FINANCE minister Mthuli Ncube has played his role of presenting his budget, and clearly, according to his budget statement, government is very much aware that the real time gross settlement balances and the United States dollar are not at par.
This he showed when he announced the move to charge duty in US currency for motor vehicle imports effective yesterday as one of the measures in dealing with the current account deficit.
It boggles the mind, however, that Ncube refers to the US dollar as foreign currency when it is the country’s legal tender. While government is justified to curb vehicle imports as a way of addressing the current account deficit as the second-hand vehicles chew an average of $454,7 million annually, it would appear Ncube is being inconsiderate to the ordinary citizen.
No doubt that Zimbabweans struggle to make ends meet daily, earning an average of a $1 a day in the bond note, which translates to US$0,28. So, being able to import a vehicle is a major achievement and could motivate others to work even harder to benefit the economy.
Indeed, the economic measures put in place point to the right direction, only that there was need for an incremental approach rather than abrupt.
There is no doubt that austerity measures mean that the majority of the citizens must go through some painful stages before the economy begins to stabilise.
But we do not subscribe to the notion that everything that must be done should only be to the benefit of political elites, bureaucrats and their surrogates.
This is why we believe that Ncube was supposed to deal with the elephant in the room –the currency issue. Government should focus on generating enough forex. We are aware that Ncube in September promised to scrap the bond note, introduce the Zimbabwe dollar, adopt the United States dollar or get the country to join the Rand Monetary Union. Yet, his budget statement was devoid of any of those sound proposals he had announced earlier.
One wonders whether, in announcing what he intended to do before end of this year, Ncube had exhibited bad table manners, where someone speaks while chewing some food. We urge the Treasury boss to reflect seriously before making known his intentions.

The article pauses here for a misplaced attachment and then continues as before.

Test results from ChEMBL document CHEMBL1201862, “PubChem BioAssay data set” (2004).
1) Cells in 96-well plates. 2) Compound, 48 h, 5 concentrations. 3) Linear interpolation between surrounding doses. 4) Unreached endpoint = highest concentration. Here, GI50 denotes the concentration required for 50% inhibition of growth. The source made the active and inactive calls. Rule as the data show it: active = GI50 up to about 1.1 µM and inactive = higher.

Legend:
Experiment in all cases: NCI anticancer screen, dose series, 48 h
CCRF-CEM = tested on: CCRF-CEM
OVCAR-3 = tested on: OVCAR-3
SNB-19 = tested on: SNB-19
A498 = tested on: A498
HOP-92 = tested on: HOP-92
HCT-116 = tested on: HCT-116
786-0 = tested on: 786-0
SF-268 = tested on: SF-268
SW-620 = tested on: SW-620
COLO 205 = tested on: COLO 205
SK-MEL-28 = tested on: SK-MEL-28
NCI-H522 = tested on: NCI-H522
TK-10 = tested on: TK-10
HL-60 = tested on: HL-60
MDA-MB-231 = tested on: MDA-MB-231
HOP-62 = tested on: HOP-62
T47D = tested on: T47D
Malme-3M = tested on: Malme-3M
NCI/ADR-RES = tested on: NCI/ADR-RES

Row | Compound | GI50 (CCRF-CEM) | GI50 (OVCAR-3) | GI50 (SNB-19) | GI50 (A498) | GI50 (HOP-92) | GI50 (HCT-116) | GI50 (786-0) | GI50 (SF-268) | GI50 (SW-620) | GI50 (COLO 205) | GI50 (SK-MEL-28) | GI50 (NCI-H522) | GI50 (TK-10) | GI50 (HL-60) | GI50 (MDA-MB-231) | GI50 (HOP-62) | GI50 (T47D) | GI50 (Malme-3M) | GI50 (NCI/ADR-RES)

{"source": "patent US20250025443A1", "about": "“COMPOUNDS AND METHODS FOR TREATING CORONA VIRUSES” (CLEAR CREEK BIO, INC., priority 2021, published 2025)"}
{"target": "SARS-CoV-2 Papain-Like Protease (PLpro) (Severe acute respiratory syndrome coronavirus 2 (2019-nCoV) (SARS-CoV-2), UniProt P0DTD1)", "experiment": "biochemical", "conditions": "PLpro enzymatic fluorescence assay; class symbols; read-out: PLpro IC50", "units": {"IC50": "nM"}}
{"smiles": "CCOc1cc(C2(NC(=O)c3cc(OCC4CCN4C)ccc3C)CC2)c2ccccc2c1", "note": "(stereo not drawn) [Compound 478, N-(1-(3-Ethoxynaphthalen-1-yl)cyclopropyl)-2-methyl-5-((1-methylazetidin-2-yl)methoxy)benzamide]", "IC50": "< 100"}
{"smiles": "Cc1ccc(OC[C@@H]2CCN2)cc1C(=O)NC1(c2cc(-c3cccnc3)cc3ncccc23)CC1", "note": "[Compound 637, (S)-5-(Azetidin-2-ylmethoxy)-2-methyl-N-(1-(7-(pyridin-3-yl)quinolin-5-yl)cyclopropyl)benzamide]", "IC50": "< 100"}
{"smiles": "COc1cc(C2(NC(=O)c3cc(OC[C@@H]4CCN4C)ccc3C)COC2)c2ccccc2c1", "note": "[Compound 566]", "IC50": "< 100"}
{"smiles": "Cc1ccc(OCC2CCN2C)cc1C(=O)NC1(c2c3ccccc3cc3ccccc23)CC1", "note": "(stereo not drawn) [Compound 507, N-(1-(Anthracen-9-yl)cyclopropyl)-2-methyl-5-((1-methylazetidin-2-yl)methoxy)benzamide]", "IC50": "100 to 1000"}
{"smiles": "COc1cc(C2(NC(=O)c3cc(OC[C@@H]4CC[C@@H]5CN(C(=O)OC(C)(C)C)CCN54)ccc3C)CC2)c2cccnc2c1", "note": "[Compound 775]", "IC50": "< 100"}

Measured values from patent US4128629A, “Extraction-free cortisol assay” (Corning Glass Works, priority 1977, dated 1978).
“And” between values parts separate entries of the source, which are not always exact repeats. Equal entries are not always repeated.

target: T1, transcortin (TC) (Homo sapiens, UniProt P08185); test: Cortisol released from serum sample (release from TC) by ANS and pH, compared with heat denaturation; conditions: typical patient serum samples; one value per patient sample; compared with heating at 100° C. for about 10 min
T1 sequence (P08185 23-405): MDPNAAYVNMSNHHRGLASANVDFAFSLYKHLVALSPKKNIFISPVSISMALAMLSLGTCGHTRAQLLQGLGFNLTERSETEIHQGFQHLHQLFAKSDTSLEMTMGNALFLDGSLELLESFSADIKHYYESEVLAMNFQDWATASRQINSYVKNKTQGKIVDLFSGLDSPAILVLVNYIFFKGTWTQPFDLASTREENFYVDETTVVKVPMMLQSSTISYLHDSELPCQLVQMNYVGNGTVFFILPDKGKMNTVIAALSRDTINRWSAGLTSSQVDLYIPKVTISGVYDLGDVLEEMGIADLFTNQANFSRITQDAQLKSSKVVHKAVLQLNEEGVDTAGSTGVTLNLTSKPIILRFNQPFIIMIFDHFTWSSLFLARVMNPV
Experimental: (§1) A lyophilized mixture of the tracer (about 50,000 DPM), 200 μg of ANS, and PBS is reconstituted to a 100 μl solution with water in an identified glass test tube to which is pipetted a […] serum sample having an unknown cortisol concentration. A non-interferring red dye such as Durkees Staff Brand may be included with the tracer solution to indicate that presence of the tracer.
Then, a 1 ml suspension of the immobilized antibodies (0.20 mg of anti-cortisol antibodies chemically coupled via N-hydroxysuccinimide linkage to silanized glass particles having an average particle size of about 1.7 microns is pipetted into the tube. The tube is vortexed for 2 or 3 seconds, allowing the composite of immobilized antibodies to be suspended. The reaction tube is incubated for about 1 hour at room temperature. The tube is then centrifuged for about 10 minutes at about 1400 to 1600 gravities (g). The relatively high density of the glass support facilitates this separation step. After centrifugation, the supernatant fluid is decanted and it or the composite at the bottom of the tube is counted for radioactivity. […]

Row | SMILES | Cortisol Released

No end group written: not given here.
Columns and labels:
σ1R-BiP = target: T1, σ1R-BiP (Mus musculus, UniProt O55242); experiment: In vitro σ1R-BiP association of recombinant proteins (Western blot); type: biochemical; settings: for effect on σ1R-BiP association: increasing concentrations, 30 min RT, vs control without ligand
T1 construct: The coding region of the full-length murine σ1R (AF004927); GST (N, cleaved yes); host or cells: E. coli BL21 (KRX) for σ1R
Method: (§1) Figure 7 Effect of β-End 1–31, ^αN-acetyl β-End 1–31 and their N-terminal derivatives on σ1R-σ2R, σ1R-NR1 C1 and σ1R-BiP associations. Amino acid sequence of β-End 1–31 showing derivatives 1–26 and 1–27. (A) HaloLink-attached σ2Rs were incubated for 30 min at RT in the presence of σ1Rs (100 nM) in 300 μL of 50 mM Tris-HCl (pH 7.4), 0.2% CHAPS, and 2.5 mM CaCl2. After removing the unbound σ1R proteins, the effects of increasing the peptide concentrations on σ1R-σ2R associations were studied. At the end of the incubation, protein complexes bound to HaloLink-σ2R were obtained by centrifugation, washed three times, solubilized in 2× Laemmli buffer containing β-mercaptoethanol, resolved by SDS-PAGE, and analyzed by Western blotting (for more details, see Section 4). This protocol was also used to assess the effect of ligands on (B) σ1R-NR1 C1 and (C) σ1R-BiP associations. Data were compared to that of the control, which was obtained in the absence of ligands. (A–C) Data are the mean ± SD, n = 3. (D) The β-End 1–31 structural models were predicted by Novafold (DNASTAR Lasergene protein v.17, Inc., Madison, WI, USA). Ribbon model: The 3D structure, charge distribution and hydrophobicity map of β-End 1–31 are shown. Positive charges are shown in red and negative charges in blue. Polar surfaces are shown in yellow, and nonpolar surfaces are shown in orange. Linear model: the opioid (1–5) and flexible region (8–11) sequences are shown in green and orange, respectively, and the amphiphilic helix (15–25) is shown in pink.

Perhaps it explains why he failed to conclusively deal with the shortages of foreign currency. He chose the low-hanging fruit — austerity measures and dealing with the budget deficit.
That the budget deficit is expected to end the year at $2,86 billion and $1,56 billion for 2019 is critical, but it does not deal with our foreign currency generation capacity, which is why it was important for him to have a two-pronged approach to this crisis.
It is our hope that Ncube will not find himself in the same precarious position as his predecessor Patrick Chinamasa, who kept on creating artificial money to fund the deficit. Can Ncube be more practical in so far as foreign currency generation is concerned?
We hope that government will this time live within its means for the benefit of the country.
Other countries survive on diaspora remittances, but it is key that they are allowed their democratic right to vote, and this certainly gives them their long stolen rights to choose their leaders. Treasury cannot afford to be side-tracked anymore.
We believe Zimbabwe has all the answers to revive the economy —only that government leaders must look past individualism and selfishness for the country to prosper. True, citizens have different views on the budget, but, of course, there are positives as much as there are negatives.